Sunday 22 October 2017

Fastnet declares start of farm-outs

Oil and gas explorer Fastnet has said that farm-outs have commenced both in the company's offshore Morocco and Irish sites, meaning other parties will come on board to further the drilling process and reimburse some of the company's costs accrued so far.

The company said it expects to meet all of its obligations including the drilling of an initial well in Morocco, at a cost of €7m.

According to Dublin stockbrokers Goodbody, "in a short space of time Fastnet has built a portfolio of assets, put in place a programme of activity and set in motion farm-out processes to progress drilling activity . . . (which) suggests a degree of confidence on the part of management".

IRISH LAUNCH FOR MAIN SPOTIFY RIVAL

Napster, the subscription music-streaming service challenging Spotify in the US, has launched in Ireland and is expanding its offering into the rest of Europe.

The company says it aims to boost subscriptions five-fold over the next three years. Its service costs around €10 a month and has about 1 million subscribers in the US, UK and Germany, according to the president of its parent company Rhapsody.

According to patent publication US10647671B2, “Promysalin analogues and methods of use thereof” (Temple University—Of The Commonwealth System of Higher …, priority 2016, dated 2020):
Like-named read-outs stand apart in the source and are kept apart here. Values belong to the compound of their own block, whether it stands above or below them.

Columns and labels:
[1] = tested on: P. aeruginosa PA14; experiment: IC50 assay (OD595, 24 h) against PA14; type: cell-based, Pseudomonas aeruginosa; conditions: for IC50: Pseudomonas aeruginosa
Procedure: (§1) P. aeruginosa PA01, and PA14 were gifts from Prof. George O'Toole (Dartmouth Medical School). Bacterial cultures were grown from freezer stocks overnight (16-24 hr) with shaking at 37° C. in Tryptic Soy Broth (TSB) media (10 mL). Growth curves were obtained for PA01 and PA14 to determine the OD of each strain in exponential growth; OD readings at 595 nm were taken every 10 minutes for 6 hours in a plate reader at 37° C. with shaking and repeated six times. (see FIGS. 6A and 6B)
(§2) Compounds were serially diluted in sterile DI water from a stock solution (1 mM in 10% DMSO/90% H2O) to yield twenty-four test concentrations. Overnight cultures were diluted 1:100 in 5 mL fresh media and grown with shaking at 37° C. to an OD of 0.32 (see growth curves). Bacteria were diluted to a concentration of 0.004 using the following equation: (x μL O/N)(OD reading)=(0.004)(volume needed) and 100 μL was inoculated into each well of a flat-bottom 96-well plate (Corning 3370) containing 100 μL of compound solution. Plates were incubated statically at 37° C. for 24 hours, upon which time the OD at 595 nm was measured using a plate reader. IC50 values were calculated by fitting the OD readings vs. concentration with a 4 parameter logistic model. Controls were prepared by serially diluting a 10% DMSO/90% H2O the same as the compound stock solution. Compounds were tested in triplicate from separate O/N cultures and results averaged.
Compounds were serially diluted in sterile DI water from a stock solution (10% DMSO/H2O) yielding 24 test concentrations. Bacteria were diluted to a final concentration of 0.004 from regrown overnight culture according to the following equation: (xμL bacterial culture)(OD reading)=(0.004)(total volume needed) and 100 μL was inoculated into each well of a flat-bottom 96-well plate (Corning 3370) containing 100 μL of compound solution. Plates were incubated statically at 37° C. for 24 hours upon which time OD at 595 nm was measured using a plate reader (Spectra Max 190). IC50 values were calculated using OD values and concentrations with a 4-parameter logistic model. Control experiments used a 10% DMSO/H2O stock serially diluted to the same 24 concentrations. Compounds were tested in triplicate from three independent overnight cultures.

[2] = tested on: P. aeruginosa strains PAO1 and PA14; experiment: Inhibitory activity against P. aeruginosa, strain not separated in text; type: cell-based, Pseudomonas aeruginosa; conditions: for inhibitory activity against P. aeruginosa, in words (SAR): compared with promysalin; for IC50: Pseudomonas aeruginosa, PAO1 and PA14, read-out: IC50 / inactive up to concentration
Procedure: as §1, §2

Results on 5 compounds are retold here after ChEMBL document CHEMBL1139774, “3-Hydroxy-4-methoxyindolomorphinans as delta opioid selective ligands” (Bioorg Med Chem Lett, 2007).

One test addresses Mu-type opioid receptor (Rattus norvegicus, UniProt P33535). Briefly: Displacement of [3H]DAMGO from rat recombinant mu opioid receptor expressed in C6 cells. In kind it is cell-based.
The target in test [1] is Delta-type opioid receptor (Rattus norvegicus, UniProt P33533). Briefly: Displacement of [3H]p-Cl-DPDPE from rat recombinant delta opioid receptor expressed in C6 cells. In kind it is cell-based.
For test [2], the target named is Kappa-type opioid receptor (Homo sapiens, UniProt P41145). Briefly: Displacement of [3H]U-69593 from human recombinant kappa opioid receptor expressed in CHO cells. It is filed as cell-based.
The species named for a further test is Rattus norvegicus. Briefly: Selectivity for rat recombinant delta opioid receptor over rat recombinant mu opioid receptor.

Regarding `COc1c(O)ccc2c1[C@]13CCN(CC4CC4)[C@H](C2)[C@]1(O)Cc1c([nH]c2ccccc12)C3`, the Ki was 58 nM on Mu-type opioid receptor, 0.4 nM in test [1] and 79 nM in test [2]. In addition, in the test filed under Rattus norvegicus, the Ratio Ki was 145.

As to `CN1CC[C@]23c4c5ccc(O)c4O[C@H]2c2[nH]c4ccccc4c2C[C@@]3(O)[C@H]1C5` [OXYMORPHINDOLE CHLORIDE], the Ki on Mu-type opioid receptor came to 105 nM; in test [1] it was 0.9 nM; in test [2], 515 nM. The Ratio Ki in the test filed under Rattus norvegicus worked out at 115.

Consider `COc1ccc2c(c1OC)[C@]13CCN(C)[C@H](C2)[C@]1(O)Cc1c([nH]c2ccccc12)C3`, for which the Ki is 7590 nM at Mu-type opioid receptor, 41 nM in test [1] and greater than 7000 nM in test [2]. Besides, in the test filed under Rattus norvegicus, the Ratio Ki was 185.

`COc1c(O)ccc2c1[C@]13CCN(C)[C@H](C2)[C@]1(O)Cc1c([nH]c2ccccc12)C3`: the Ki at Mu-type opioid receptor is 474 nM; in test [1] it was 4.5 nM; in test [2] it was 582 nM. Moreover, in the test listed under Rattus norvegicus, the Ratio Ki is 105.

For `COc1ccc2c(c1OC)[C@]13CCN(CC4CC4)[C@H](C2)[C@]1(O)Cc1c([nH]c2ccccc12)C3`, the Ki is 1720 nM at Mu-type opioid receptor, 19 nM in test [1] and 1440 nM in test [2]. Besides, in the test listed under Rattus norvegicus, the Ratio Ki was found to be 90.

NEW BID TO STOP QUINN LITIGATION

A RENEWED bid has been made to prevent members of bankrupt businessman Sean Quinn's family litigating claims that the former Anglo Irish Bank unlawfully "shovelled" €2.34bn in loans into Quinn companies.

The special liquidators of Irish Bank Resolution Corporation (IBRC), formerly Anglo, want the Supreme Court to overturn a High Court decision permitting Patricia Quinn and her five children to litigate claims Anglo advanced the loans for the unlawful purpose of propping up its share price.

They claim Anglo illegally made loans from September 2007 to fund margin calls on contract for difference (CFDs) positions - which requires a seller to pay to a buyer the difference between the current value of an asset and its value at contract time..

TASC PROPOSES 'WATER CREDITS'

Independent Irish think-tank TASC has launched proposals for what it calls an equitable form of water charging. Its model would involve 'water credits' as a subsidy for low-income and special-needs households combined with increasing block tarrifs, so that those who use the most water pay most. "Metering is essential to ensure equity and environmental sustainability," said TASC policy analyst Dr Aoife Ni Lochlainn.

Irish Independent

Also in Business